09.14.2018

Ahmedabad

 

The Tree of Life

It was fun to re-visit the city where my career first began. Twenty years ago, I attended the National Institute of Design in Ahmedabad, India. I met three lovely students, remarkably cool in the March heat, which was rising daily. They were amused that a foreigner would come to Ahmedabad at such a time. I told them of my interest in Indian textiles. They offered a room at NID in exchange for a liquor license and some whiskey for a party they were throwing. I agreed at once-—my first Indian deal! 

The school put me in touch with a block printer. Soon I was at his studio, marvelous worn woodblocks stamping away, natural dyes bubbling in huge copper pots, goats wandering over finished textiles as they lay drying on the ground in the scorching sun. Since then I have created my own studio and I’m still traveling the world in search of textiles, printing techniques and just a good time in general.

According to the legend, Ahmedabad was founded in 1411 when Sultan Ahmed Shah witnessed a hare chasing a hound and decided to build a walled city on that very spot. The old gates are still there, keeping in the many treasures of the city. Domes, minarets and intricately carved wooden havelis dazzle the eye. There are really too many places to see but here are a few of my favorites.

The Sanskar Kendra museum designed by Le Corbusier is in quite a state of disrepair, but walking the galleries can still be mesmerizing. Everyone from the guards to the dogs are asleep; the quiet makes it easier to absorb the grand vaulted spaces.

One of the loveliest mosques I’ve ever seen is Sarkhej Roza, just outside the city, built around a stepped water tank. The mosque is still in use with students studying in the Madrasa and families having lunch on the shady steps under perforated stone windows. Right nearby is the charming gardens of the open-air Utensil Museum, truly unique and not to be missed.

Stay at the House of MG, built in 1924 for a wealthy textile merchant and the perfect jumping off point for an early morning tour of the old city.  The Unesco heritage designation has saved a lot of the old Havelis, some of which have been turned into guest houses whose inner courtyards hide swings, deep wells and some spellbinding carvings of local gods and animals in dark teak. If you find yourself thus enchanted, be careful of the cows on their morning walks as its easy enough to bump into one or step in their leavings!

Close by you’ll find the Jami mosque, where the enthrallingly large calligraphy murals remind me of Brice Martin’s loopy abstractions set on stone.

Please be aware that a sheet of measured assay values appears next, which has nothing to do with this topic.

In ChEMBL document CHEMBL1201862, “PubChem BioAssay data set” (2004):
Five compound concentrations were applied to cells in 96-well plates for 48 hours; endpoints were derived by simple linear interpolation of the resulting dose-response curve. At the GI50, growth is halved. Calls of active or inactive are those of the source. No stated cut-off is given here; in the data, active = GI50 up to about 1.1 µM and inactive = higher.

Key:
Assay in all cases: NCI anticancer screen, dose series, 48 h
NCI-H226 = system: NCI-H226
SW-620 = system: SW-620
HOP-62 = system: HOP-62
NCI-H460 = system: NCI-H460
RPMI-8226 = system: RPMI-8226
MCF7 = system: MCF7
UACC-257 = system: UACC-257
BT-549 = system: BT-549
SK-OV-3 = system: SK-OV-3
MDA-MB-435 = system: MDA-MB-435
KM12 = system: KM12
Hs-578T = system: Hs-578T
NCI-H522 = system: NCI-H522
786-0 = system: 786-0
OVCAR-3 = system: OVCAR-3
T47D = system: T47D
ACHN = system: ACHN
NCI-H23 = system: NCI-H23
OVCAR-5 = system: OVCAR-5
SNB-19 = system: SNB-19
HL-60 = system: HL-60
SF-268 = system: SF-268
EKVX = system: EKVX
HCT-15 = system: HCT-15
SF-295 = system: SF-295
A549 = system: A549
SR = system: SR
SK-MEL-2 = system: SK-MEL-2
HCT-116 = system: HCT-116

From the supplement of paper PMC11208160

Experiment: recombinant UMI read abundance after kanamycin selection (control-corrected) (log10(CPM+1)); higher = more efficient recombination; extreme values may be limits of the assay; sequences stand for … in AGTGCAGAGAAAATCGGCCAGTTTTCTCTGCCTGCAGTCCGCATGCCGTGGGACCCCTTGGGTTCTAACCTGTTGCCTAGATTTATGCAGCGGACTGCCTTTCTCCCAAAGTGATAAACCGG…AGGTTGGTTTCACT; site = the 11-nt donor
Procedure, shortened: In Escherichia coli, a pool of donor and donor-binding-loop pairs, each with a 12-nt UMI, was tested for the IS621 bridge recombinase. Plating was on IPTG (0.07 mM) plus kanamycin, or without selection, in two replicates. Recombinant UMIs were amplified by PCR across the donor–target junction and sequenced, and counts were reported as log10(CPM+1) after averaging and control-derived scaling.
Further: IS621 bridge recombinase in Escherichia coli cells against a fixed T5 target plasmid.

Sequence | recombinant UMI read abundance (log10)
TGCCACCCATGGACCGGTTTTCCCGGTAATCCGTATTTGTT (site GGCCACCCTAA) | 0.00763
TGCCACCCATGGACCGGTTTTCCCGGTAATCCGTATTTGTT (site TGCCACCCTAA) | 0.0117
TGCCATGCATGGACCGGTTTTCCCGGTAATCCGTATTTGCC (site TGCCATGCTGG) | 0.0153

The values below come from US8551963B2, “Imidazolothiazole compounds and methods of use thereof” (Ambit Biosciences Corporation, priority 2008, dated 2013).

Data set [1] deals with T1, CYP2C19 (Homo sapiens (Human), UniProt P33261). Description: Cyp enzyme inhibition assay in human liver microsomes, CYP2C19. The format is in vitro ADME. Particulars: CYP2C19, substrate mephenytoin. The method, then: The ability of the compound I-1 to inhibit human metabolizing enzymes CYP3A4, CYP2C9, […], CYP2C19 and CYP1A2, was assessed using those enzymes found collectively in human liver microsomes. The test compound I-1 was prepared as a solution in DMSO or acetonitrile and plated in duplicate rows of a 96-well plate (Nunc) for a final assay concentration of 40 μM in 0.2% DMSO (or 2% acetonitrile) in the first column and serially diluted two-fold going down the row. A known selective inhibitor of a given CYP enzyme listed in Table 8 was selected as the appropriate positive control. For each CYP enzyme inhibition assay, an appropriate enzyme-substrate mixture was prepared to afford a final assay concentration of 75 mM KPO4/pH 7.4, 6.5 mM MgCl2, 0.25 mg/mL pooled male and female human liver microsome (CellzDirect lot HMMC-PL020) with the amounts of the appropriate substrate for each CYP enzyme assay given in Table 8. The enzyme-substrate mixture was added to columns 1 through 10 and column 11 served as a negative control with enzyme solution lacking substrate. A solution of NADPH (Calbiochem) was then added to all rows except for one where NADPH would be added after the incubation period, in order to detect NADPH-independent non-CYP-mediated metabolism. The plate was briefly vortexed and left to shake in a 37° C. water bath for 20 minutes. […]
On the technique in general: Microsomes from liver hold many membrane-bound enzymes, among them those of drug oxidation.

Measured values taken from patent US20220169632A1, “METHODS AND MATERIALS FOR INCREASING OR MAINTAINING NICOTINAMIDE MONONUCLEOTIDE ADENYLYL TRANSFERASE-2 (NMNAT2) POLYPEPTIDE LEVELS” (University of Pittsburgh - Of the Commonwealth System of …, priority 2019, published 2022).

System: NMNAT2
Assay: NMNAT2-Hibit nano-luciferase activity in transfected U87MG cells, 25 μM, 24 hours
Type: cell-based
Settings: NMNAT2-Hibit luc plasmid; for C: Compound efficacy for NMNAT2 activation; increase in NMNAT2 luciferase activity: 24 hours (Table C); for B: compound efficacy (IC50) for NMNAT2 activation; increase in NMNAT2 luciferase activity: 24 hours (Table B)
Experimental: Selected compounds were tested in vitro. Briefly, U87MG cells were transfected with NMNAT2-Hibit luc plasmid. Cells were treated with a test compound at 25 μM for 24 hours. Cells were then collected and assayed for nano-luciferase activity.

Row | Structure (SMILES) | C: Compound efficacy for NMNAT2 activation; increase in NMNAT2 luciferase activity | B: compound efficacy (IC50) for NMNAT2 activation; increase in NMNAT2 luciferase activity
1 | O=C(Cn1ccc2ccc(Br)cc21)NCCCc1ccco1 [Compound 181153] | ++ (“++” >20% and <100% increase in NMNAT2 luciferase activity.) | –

Further along is Hutheesing Jain Temple. The main temple contains fifty-two mini shrines of intricate design, every inch filled with incredible carvings of gods, goddesses and animals rivaling Angkor Watt with an exquisitely carved central dome. The stones seem to be creasing and folding in midair yet perfectly balance whole crowds of figures in motion like the elegant dance of life. 

Jump in a car to see the Stepwell of Adalaj. Found mostly in arid regions, stepwells collect rain during monsoon season, provide water for drinking, washing and bathing and are also used for festivals and sacred rituals. Built in 1498, Adalaj is like a subterranean palace. Air and light work their magic as you descend amongst chiseled elephants frolicking, lovely women adorning themselves and dancing while musicians play.

Back in town, I get to see the Mill Owners Association Building, built by Le Corbusier. The grumpy manager lets us wander around the serene and well-preserved space. A gentle ramp draws you up, with terraced gardens built into each floor, reminding me of Le Corbusier’s statement that “space, light and order… are the things that men need just as much as they need bread or a place to sleep.” I didn’t want to leave.

I end my trip where it all started: the Calico Textile Museum. The same fiery guide who took me around twenty years ago is still in power and she has not mellowed! As we wander the lush gardens, her discourses on life and art did not always make sense to me, but were entertaining and the collection itself is spectacular. South Indian bronzes, Jain manuscripts and of course some of the finest Indian textiles in the world. 

I am so lucky - it was this amazing city that started me on my crazy textile odyssey that has kept me entertained, fed and happy for so many years.

 

John Robshaw

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